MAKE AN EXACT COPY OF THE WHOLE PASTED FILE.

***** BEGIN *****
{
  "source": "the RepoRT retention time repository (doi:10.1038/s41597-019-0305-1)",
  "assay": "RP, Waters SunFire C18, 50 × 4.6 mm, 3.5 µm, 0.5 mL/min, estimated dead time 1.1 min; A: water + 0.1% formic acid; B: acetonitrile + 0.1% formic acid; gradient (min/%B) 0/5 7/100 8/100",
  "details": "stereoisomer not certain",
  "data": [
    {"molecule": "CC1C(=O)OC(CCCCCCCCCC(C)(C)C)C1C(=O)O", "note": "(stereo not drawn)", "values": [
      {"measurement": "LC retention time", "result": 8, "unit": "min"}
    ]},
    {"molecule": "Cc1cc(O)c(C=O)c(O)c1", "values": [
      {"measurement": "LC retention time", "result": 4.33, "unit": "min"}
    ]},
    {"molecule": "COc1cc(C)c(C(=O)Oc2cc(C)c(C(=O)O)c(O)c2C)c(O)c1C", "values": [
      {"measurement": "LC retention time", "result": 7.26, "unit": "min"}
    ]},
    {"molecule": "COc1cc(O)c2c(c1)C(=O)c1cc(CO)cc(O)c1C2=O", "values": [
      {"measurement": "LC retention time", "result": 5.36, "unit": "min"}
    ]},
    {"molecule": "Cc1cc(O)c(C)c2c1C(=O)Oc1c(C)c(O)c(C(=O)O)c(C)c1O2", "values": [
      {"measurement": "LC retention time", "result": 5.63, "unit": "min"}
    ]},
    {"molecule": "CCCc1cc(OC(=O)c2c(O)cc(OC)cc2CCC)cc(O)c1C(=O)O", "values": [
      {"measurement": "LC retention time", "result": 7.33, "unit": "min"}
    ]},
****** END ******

{
  "source": "the RepoRT retention time repository (doi:10.1038/s41597-019-0305-1)",
  "assay": "RP, Waters SunFire C18, 50 × 4.6 mm, 3.5 µm, 0.5 mL/min, estimated dead time 1.1 min; A: water + 0.1% formic acid; B: acetonitrile + 0.1% formic acid; gradient (min/%B) 0/5 7/100 8/100",
  "details": "stereoisomer not certain",
  "data": [
    {"molecule": "CC1C(=O)OC(CCCCCCCCCC(C)(C)C)C1C(=O)O", "note": "(stereo not drawn)", "values": [
      {"measurement": "LC retention time", "result": 8, "unit": "min"}
    ]},
    {"molecule": "Cc1cc(O)c(C=O)c(O)c1", "values": [
      {"measurement": "LC retention time", "result": 4.33, "unit": "min"}
    ]},
    {"molecule": "COc1cc(C)c(C(=O)Oc2cc(C)c(C(=O)O)c(O)c2C)c(O)c1C", "values": [
      {"measurement": "LC retention time", "result": 7.26, "unit": "min"}
    ]},
    {"molecule": "COc1cc(O)c2c(c1)C(=O)c1cc(CO)cc(O)c1C2=O", "values": [
      {"measurement": "LC retention time", "result": 5.36, "unit": "min"}
    ]},
    {"molecule": "Cc1cc(O)c(C)c2c1C(=O)Oc1c(C)c(O)c(C(=O)O)c(C)c1O2", "values": [
      {"measurement": "LC retention time", "result": 5.63, "unit": "min"}
    ]},
    {"molecule": "CCCc1cc(OC(=O)c2c(O)cc(OC)cc2CCC)cc(O)c1C(=O)O", "values": [
      {"measurement": "LC retention time", "result": 7.33, "unit": "min"}
    ]},